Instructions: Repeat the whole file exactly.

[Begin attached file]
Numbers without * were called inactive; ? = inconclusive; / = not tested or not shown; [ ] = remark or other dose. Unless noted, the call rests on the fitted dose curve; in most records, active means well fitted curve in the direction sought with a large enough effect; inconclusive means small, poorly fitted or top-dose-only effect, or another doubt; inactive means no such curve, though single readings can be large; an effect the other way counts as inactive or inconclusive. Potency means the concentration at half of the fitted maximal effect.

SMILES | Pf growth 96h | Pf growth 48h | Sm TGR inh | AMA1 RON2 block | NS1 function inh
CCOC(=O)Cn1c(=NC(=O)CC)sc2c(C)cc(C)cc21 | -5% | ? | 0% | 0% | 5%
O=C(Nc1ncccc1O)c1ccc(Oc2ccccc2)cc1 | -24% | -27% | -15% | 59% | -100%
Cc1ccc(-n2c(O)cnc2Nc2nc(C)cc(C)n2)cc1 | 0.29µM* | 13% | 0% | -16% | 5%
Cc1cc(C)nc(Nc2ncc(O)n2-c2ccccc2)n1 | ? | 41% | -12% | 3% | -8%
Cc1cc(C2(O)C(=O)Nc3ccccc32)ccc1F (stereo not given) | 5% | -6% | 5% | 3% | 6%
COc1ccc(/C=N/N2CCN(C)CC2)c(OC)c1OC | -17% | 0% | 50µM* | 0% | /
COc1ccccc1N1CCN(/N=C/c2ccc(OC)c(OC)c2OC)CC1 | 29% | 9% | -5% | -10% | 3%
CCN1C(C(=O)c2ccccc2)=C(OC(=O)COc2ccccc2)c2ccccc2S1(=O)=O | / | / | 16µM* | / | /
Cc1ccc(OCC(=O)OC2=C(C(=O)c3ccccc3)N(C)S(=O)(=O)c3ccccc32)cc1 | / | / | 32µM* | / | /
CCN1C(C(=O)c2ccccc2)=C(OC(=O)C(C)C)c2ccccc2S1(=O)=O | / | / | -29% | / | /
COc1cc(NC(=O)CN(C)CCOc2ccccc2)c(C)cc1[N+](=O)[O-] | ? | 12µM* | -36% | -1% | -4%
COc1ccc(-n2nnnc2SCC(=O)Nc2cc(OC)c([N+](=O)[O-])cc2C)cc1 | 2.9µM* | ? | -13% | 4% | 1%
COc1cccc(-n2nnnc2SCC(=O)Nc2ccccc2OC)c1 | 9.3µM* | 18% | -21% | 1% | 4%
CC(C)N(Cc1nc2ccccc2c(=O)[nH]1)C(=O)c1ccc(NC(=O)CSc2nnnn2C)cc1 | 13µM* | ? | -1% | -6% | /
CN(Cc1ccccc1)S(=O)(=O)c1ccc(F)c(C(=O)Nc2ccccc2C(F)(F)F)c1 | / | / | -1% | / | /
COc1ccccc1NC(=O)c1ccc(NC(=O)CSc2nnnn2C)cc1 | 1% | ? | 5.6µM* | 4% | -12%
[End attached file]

Numbers without * were called inactive; ? = inconclusive; / = not tested or not shown; [ ] = remark or other dose. Unless noted, the call rests on the fitted dose curve; in most records, active means well fitted curve in the direction sought with a large enough effect; inconclusive means small, poorly fitted or top-dose-only effect, or another doubt; inactive means no such curve, though single readings can be large; an effect the other way counts as inactive or inconclusive. Potency means the concentration at half of the fitted maximal effect.

SMILES | Pf growth 96h | Pf growth 48h | Sm TGR inh | AMA1 RON2 block | NS1 function inh
CCOC(=O)Cn1c(=NC(=O)CC)sc2c(C)cc(C)cc21 | -5% | ? | 0% | 0% | 5%
O=C(Nc1ncccc1O)c1ccc(Oc2ccccc2)cc1 | -24% | -27% | -15% | 59% | -100%
Cc1ccc(-n2c(O)cnc2Nc2nc(C)cc(C)n2)cc1 | 0.29µM* | 13% | 0% | -16% | 5%
Cc1cc(C)nc(Nc2ncc(O)n2-c2ccccc2)n1 | ? | 41% | -12% | 3% | -8%
Cc1cc(C2(O)C(=O)Nc3ccccc32)ccc1F (stereo not given) | 5% | -6% | 5% | 3% | 6%
COc1ccc(/C=N/N2CCN(C)CC2)c(OC)c1OC | -17% | 0% | 50µM* | 0% | /
COc1ccccc1N1CCN(/N=C/c2ccc(OC)c(OC)c2OC)CC1 | 29% | 9% | -5% | -10% | 3%
CCN1C(C(=O)c2ccccc2)=C(OC(=O)COc2ccccc2)c2ccccc2S1(=O)=O | / | / | 16µM* | / | /
Cc1ccc(OCC(=O)OC2=C(C(=O)c3ccccc3)N(C)S(=O)(=O)c3ccccc32)cc1 | / | / | 32µM* | / | /
CCN1C(C(=O)c2ccccc2)=C(OC(=O)C(C)C)c2ccccc2S1(=O)=O | / | / | -29% | / | /
COc1cc(NC(=O)CN(C)CCOc2ccccc2)c(C)cc1[N+](=O)[O-] | ? | 12µM* | -36% | -1% | -4%
COc1ccc(-n2nnnc2SCC(=O)Nc2cc(OC)c([N+](=O)[O-])cc2C)cc1 | 2.9µM* | ? | -13% | 4% | 1%
COc1cccc(-n2nnnc2SCC(=O)Nc2ccccc2OC)c1 | 9.3µM* | 18% | -21% | 1% | 4%
CC(C)N(Cc1nc2ccccc2c(=O)[nH]1)C(=O)c1ccc(NC(=O)CSc2nnnn2C)cc1 | 13µM* | ? | -1% | -6% | /
CN(Cc1ccccc1)S(=O)(=O)c1ccc(F)c(C(=O)Nc2ccccc2C(F)(F)F)c1 | / | / | -1% | / | /
COc1ccccc1NC(=O)c1ccc(NC(=O)CSc2nnnn2C)cc1 | 1% | ? | 5.6µM* | 4% | -12%